Wednesday, September 30, 2020

Rüdiger Nehberg

Rüdiger Nehberg, also known as 'Sir Vival', (1935 – 2020) was a German human rights activist, author and survival expert. 

Nehberg described himself as having "No astrological sign, no church, no hair, and no clip in the ear (the latter means: he is a maverick)".

Nehberg initially became a pastry chef by trade, but increasingly turned his attention to outdoor survival. He would finally sell his three bakeries and live from his books and lectures.

In 1972, together with two friends, he became one of the first to travel the length of the Blue Nile in a home-made boat. Since 1980, he has been involved in defending the interests of the Yanomami Amerindian tribe. With his enterprise, "The Tree" (crossing the Atlantic Ocean on a fir-tree in 2000), he contributed to the provision of a protected reservation for the Yanomami. In 1981 – followed by a camera team – he crisscrossed Germany without any special equipment and relying for his sustenance solely on what he was able to find in nature. In 1987, Nehberg crossed the Atlantic Ocean in a pedal boat.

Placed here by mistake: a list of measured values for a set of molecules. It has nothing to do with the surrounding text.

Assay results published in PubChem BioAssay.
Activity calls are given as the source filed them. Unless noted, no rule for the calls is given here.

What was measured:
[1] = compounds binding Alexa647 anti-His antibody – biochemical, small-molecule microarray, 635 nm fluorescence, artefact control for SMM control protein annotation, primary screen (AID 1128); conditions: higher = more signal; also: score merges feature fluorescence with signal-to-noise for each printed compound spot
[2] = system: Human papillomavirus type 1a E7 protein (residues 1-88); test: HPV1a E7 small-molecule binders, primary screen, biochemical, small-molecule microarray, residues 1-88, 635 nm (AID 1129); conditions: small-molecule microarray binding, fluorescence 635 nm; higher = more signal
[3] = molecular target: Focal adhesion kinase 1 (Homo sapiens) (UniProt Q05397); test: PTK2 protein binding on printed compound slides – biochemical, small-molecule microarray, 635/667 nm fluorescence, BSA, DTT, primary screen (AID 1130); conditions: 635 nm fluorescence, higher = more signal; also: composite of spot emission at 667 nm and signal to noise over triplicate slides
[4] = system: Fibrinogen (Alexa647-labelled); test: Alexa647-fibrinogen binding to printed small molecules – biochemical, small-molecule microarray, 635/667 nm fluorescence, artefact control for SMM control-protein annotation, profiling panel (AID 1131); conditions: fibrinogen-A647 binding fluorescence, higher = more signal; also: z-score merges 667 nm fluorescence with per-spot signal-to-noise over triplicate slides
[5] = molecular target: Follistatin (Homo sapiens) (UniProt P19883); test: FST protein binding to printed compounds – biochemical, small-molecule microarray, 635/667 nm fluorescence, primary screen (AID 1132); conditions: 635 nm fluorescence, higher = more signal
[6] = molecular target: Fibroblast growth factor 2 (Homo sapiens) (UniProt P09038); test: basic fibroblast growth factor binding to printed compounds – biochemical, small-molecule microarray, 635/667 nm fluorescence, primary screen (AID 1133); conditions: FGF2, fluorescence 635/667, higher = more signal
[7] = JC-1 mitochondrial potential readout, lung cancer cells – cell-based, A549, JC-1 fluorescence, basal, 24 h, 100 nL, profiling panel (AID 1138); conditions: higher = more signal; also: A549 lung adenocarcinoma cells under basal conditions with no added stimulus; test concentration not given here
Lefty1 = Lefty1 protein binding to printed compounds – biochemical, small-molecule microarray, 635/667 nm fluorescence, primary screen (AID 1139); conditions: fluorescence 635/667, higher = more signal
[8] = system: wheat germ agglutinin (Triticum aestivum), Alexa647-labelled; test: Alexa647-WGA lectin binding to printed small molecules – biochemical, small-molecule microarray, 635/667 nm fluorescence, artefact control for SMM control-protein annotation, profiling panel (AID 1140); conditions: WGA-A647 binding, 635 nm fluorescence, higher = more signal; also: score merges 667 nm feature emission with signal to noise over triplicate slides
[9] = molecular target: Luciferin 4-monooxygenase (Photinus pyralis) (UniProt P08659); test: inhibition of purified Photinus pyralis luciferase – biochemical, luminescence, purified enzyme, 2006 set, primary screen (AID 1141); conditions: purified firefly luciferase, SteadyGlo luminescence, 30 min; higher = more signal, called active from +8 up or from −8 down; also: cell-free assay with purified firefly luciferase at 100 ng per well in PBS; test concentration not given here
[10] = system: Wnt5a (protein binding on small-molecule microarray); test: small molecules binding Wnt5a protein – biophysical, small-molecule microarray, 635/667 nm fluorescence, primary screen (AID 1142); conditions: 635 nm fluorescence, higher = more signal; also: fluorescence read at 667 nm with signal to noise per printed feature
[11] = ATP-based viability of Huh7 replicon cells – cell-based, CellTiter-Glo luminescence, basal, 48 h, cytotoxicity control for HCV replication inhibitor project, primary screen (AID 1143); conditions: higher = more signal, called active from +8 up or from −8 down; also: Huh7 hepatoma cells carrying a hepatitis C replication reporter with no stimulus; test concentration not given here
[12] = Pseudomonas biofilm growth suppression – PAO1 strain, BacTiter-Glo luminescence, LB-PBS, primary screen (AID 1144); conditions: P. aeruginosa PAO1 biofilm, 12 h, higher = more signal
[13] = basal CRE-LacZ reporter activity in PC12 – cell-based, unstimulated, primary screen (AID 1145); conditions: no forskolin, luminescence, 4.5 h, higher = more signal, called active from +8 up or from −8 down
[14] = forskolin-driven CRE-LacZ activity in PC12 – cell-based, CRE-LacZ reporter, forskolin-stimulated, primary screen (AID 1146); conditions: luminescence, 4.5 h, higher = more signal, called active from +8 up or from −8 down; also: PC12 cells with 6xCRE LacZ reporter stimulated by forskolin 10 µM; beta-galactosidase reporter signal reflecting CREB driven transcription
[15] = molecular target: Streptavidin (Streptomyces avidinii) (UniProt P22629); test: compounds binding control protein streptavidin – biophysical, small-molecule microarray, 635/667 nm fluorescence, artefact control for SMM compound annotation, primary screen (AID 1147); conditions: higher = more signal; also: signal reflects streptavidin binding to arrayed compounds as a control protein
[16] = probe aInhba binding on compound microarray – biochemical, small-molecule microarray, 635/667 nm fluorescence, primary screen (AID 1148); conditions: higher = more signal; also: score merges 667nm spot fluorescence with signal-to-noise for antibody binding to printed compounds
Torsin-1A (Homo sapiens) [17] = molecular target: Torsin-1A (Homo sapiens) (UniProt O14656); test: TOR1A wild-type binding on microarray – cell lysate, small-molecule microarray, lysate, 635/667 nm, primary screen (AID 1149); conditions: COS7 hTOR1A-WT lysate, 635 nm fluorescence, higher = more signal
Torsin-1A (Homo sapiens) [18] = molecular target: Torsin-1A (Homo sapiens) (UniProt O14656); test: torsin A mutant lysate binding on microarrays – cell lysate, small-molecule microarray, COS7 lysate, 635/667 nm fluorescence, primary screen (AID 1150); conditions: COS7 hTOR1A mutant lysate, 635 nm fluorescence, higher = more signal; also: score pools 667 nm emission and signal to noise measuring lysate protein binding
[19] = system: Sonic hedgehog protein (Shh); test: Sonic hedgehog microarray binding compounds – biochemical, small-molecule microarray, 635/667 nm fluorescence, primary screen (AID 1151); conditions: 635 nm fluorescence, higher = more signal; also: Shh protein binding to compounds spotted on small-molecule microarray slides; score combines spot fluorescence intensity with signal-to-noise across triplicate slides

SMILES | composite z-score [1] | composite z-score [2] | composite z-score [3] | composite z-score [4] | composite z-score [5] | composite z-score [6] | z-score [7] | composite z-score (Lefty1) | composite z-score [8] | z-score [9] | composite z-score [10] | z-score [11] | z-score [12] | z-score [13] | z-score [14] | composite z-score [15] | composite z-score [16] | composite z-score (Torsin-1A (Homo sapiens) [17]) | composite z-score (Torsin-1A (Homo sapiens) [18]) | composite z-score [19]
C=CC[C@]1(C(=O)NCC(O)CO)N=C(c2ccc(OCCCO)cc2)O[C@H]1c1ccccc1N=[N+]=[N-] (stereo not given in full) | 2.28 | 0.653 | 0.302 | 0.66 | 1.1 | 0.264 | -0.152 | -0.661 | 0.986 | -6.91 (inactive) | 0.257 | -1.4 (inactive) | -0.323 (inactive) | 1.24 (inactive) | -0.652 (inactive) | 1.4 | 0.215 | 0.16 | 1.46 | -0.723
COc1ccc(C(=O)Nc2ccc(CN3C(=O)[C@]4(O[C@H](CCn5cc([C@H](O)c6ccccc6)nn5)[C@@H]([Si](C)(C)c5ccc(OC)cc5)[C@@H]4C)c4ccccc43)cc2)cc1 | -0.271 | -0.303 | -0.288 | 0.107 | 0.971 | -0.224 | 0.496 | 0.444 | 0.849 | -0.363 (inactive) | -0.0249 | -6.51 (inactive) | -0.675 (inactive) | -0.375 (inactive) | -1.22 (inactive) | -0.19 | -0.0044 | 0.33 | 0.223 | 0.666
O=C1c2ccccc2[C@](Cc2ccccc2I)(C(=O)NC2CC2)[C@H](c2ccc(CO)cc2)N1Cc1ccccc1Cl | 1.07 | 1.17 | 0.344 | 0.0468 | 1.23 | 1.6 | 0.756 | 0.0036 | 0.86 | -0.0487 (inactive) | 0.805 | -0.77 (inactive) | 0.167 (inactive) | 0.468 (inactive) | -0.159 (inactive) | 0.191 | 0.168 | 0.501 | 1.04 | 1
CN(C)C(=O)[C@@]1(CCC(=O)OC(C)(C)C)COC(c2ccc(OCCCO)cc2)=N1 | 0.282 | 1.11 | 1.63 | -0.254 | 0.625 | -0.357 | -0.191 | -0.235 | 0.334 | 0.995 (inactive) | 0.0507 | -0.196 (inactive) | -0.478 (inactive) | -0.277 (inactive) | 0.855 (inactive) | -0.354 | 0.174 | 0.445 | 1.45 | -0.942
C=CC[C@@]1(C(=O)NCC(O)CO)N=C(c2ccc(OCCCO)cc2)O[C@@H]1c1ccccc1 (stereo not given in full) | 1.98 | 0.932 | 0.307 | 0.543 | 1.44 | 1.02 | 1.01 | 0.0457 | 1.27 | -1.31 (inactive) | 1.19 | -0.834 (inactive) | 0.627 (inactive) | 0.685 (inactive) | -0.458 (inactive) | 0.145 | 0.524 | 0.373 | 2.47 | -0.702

In September 2000, he founded the human rights organization TARGET to prevent the practice of female genital mutilation (FGM). For his commitment to endangered peoples, Nehberg was awarded the Bundesverdienstkreuz ("Federal Cross for Merit"). In November 2006, TARGET organized and financed a conference under the patronage of the Egyptian Great Mufti Ali Gomaa at Al-Azhar University of Cairo. As a result of the conference, leading authorities of Islamic law denounced genital mutilation.

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